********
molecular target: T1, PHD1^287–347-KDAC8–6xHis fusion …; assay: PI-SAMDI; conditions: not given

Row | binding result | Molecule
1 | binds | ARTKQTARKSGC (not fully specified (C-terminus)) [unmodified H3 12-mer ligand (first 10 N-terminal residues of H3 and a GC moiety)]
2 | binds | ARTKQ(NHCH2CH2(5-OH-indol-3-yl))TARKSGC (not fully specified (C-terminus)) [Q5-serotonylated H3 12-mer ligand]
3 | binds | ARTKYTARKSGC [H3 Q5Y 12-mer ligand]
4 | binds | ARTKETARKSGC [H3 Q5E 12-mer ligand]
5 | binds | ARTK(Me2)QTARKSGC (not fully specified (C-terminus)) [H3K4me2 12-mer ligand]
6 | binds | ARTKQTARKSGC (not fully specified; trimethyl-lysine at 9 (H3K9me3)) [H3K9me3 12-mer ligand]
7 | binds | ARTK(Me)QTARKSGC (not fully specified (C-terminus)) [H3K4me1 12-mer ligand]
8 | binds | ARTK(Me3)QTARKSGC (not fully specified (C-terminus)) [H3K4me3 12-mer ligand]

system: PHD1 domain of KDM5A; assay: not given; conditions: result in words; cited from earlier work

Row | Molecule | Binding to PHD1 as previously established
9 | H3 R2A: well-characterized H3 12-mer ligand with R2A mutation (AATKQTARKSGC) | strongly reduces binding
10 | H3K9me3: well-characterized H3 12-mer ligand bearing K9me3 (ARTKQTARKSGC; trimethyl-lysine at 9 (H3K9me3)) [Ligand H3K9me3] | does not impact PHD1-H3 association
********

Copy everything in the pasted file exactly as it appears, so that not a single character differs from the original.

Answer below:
molecular target: T1, PHD1^287–347-KDAC8–6xHis fusion …; assay: PI-SAMDI; conditions: not given

Row | binding result | Molecule
1 | binds | ARTKQTARKSGC (not fully specified (C-terminus)) [unmodified H3 12-mer ligand (first 10 N-terminal residues of H3 and a GC moiety)]
2 | binds | ARTKQ(NHCH2CH2(5-OH-indol-3-yl))TARKSGC (not fully specified (C-terminus)) [Q5-serotonylated H3 12-mer ligand]
3 | binds | ARTKYTARKSGC [H3 Q5Y 12-mer ligand]
4 | binds | ARTKETARKSGC [H3 Q5E 12-mer ligand]
5 | binds | ARTK(Me2)QTARKSGC (not fully specified (C-terminus)) [H3K4me2 12-mer ligand]
6 | binds | ARTKQTARKSGC (not fully specified; trimethyl-lysine at 9 (H3K9me3)) [H3K9me3 12-mer ligand]
7 | binds | ARTK(Me)QTARKSGC (not fully specified (C-terminus)) [H3K4me1 12-mer ligand]
8 | binds | ARTK(Me3)QTARKSGC (not fully specified (C-terminus)) [H3K4me3 12-mer ligand]

system: PHD1 domain of KDM5A; assay: not given; conditions: result in words; cited from earlier work

Row | Molecule | Binding to PHD1 as previously established
9 | H3 R2A: well-characterized H3 12-mer ligand with R2A mutation (AATKQTARKSGC) | strongly reduces binding
10 | H3K9me3: well-characterized H3 12-mer ligand bearing K9me3 (ARTKQTARKSGC; trimethyl-lysine at 9 (H3K9me3)) [Ligand H3K9me3] | does not impact PHD1-H3 association